If my previous employer is lying to the unemployment agency, is that legal?

UPDATED: Sep 30, 2022

Advertiser Disclosure

It’s all about you. We want to help you make the right legal decisions.

We strive to help you make confident insurance and legal decisions. Finding trusted and reliable insurance quotes and legal advice should be easy. This doesn’t influence our content. Our opinions are our own.

UPDATED: Sep 30, 2022Fact Checked

Get Legal Help Today

Compare Quotes From Top Companies and Save

secured lock Secured with SHA-256 Encryption

If my previous employer is lying to the unemployment agency, is that legal?

I was terminated over a single typographical error on a lease I prepared so I

immediately filed for unemployment benefits. The only documentation I ever

received of my poor performance was the day I was given the termination notice.

The unemployment investigator now says my employer told them I was given

several verbal and written notices which is not true, those are things I would

keep in my records. I have the termination notice and that is all. Nothing written regarding my behavior or performance or anything was given to me. Is there any hope for me?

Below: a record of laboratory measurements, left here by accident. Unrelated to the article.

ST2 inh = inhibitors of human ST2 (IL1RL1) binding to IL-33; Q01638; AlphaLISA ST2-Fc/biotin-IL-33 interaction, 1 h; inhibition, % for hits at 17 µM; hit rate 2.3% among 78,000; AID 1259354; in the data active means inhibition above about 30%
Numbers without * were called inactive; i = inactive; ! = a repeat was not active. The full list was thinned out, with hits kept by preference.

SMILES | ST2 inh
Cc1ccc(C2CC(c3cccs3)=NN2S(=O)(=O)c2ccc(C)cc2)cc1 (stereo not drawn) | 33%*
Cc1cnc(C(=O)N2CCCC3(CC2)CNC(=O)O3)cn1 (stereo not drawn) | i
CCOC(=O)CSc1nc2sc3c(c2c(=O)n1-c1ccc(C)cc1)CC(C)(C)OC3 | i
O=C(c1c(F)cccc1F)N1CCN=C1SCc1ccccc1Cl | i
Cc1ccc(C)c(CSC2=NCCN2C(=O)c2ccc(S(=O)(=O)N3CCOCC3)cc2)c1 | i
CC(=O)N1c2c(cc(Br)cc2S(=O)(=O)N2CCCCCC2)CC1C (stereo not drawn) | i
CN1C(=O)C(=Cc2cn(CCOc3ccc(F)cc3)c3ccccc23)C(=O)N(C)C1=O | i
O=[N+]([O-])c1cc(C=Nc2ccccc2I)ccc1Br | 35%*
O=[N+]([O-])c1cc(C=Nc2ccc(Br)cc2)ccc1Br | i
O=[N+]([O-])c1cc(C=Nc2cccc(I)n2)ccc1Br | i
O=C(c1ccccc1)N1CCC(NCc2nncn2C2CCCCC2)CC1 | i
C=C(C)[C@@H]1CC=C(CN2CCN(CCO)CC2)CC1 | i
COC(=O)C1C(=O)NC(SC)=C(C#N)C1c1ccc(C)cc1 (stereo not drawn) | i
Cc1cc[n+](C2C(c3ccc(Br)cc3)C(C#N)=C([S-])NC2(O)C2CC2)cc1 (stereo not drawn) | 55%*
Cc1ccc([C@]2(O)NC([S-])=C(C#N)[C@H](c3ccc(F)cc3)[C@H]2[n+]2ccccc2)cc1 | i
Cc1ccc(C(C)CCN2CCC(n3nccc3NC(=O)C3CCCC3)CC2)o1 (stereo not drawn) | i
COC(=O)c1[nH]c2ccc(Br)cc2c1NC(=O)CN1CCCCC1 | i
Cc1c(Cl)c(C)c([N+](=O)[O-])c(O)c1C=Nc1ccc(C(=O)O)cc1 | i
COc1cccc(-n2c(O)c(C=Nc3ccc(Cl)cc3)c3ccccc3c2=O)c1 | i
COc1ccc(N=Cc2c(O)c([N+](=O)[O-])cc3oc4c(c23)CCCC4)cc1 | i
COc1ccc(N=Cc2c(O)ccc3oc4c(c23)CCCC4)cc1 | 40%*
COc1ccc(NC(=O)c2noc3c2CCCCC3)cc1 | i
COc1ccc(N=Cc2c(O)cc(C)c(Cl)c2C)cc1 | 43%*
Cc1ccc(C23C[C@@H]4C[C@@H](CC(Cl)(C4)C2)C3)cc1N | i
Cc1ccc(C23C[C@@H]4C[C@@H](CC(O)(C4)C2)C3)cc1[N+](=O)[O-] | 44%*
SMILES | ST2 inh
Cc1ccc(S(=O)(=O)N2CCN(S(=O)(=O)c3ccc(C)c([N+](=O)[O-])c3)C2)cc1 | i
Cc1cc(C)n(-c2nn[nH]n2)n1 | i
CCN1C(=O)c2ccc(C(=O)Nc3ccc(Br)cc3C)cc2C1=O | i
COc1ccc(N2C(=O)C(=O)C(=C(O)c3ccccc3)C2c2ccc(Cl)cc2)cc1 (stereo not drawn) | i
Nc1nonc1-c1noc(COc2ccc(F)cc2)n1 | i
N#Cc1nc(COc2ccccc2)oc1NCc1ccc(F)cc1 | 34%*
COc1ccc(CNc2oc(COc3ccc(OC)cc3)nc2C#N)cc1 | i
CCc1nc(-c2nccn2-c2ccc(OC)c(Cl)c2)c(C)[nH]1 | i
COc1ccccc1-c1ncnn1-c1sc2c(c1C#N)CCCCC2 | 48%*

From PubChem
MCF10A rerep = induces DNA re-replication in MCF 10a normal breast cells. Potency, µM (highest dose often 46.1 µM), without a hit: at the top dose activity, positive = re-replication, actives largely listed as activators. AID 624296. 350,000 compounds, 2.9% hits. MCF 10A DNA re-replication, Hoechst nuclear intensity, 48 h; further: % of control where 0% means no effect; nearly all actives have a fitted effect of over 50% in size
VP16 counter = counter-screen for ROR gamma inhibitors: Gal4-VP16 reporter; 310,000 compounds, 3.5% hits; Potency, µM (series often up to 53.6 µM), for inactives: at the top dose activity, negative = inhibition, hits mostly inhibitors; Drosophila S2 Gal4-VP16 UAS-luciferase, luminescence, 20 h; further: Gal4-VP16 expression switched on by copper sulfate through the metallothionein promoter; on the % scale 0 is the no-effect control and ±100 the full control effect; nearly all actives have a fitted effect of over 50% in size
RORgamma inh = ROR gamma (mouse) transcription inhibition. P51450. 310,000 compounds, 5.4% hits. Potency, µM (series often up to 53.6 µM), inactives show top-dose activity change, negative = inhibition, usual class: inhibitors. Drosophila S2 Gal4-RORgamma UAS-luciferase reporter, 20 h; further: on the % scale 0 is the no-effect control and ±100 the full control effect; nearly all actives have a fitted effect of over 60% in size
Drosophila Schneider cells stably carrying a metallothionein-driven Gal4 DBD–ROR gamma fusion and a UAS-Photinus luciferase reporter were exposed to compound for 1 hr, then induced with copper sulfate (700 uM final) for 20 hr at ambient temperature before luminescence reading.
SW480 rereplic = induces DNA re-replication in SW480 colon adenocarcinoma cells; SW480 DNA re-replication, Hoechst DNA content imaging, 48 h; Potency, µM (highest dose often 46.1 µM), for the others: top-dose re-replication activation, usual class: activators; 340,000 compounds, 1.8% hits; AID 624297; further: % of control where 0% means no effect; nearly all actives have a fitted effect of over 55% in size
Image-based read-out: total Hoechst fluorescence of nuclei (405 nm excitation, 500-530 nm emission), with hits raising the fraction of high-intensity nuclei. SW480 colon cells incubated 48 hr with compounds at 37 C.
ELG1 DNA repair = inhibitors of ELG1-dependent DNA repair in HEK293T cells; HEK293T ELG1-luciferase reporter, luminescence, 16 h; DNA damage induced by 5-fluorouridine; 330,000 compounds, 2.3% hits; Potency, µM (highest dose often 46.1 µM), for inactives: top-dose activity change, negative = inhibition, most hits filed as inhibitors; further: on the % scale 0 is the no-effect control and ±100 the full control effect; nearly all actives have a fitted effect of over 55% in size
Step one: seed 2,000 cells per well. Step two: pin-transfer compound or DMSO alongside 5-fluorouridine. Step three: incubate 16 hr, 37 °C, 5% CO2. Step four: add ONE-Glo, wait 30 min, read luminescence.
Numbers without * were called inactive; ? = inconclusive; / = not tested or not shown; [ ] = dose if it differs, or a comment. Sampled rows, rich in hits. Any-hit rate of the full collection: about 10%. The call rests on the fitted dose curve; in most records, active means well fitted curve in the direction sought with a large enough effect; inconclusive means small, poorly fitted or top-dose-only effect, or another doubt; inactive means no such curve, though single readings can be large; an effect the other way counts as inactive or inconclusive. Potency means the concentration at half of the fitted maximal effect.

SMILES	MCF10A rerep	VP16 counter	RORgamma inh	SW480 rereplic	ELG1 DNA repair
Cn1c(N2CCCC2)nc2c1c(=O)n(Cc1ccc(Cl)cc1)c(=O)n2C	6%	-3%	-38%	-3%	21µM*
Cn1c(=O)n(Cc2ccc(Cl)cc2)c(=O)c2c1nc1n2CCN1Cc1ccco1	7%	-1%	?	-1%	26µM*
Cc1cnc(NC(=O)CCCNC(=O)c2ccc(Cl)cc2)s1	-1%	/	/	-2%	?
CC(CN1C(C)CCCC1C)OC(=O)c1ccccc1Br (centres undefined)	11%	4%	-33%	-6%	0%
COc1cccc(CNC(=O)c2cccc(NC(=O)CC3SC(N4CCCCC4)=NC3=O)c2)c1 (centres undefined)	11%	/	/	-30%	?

Asked on March 29, 2016 under Employment Labor Law, Washington


SJZ, Member, New York Bar / FreeAdvice Contributing Attorney

Answered 6 years ago | Contributor

You have the right to appeal a denial of benefits: contact the unemployment agency and/check online at their website instructions. When you do, marshall all your evidence for it: e.g. any prior positive reviews, emails, or text messages; any coworkers who may be willing to testify on your behalf; etc. If there has been no adverse determination yet, you can present any favorable evidence now, while the investigator is looking into your claim. Ultimately, it will come down to whose version is more credible or persuasive to unemployment.

IMPORTANT NOTICE: The Answer(s) provided above are for general information only. The attorney providing the answer was not serving as the attorney for the person submitting the question or in any attorney-client relationship with such person. Laws may vary from state to state, and sometimes change. Tiny variations in the facts, or a fact not set forth in a question, often can change a legal outcome or an attorney's conclusion. Although AttorneyPages.com has verified the attorney was admitted to practice law in at least one jurisdiction, he or she may not be authorized to practice law in the jurisdiction referred to in the question, nor is he or she necessarily experienced in the area of the law involved. Unlike the information in the Answer(s) above, upon which you should NOT rely, for personal advice you can rely upon we suggest you retain an attorney to represent you.

Get Legal Help Today

Find the right lawyer for your legal issue.

secured lock Secured with SHA-256 Encryption